There’s plenty worth getting excited about right now in the Atlantic Canadian arts scene, from new pop-up events to big gallery expansion plans. And if you’re faced with a rainy Spring day, you can always pour over some of the reviews, interviews and online projects worth bookmarking this season.
- Mireille Bourgeois’s IOTA Gallery, a project that “investigates the alternative presentation and production platform, supporting writing, curatorial research, and cross-disciplinary artworks spanning new media, the web, visual, interactive and performance art” has a pop up event in Halifax June 6.
- Check out two short films by artist Lisa Lipton, screening during HIFF 2015 on June 13.
- At An Intimate Distance, an exhibition focusing on feminist works by Andrea Ward, Glynis Humphrey and Suzanne Swannie opens this week at Halifax’s MSVU Art Gallery.
- Featuring artists ranging from Brendan Fernandes to Brian Jungen, PEI’s Confederation Centre Art Gallery explores the theme of masks in their current exhibition Looking back at You: Masks by Artists.
- Have an itch to travel? Check out Christopher Pratt’s latest exhibition inspired by his extensive travels across Newfoundland at The Rooms Art Gallery, and take their “Travel Journal Writing and Sketching” workshop June 13.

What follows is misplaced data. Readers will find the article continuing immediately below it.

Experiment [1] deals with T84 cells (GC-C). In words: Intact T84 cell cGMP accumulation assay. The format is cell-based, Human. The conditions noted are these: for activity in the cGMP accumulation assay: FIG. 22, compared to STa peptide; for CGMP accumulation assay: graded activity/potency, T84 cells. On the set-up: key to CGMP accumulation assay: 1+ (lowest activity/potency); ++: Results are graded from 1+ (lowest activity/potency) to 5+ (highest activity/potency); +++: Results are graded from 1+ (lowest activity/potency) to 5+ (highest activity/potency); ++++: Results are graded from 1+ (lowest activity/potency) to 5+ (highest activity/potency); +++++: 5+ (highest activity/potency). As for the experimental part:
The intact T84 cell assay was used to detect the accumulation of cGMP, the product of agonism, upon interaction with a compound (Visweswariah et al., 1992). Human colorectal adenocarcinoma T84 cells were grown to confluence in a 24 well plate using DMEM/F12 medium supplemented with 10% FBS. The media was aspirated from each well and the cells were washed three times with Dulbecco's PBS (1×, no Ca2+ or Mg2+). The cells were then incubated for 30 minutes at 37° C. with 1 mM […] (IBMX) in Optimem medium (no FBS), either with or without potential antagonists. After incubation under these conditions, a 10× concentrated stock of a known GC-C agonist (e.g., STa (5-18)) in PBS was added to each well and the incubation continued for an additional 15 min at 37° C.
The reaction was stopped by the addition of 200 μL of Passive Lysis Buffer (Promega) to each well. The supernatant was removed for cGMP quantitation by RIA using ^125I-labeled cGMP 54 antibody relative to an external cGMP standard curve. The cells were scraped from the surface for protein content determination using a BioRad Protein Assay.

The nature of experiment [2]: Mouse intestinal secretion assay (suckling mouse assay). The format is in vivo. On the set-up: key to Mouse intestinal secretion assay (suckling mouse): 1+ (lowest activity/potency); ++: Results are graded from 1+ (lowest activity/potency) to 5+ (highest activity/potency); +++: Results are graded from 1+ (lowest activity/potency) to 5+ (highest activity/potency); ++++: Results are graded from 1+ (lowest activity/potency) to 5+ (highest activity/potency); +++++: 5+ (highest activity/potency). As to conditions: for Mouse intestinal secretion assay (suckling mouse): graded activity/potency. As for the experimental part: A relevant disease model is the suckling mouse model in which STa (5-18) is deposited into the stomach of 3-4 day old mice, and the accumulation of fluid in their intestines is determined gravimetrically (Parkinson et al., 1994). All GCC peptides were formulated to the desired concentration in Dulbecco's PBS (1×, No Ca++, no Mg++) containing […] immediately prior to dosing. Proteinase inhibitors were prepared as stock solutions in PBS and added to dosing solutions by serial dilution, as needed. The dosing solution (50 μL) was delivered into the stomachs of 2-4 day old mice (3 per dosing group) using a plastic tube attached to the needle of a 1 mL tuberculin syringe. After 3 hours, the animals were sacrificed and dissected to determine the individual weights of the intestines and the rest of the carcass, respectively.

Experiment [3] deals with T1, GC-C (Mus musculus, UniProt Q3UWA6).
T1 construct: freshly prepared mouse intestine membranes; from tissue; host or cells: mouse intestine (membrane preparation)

- New Brunswick’s Beaverbrook Art Gallery recently revealed their expansion plans, which include new amenities such as artist studios.
- The shortlist for the Sobey Art Award was just announced.
FOOD FOR THOUGHT/FUN:
- Our featured cover artist for the Summer 2015 issue is Kay Burns. Spend some time exploring her amusing and thought provoking project, The Flat Earth Society.
- Canadian Art’s Associate Editor David Balzer chats with BBC about “curationism,” or the current move towards a society where everyone wants to be a curator.
- Can’t get to Venice? Learn more about Canadian representatives BGL, whose playful installation is on view at the 2015 Venice Biennale. Via Canadian Art.
- One of my favorite comic book heroines, Wendy, “a young woman living in an urban centre, whose dreams of contemporary art stardom are perpetually derailed by the temptations of punk music, drugs, alcohol, parties, and boys,” got some big media attention this season. Check out the feature on Wendy in Canadian Art and see her on the cover of Broken Pencil Magazine
- Critic Jonathan Jones complains that fashion houses are “the new patrons of art” and they have boring tastes.
- The debate about ownership and images in the digital age rages on—Richard Prince’s “victims” speak out.
- Out writer Daniel Higham reviews John Greer’s exhibition at the Art Gallery of Nova Scotia in his latest Akimblog.
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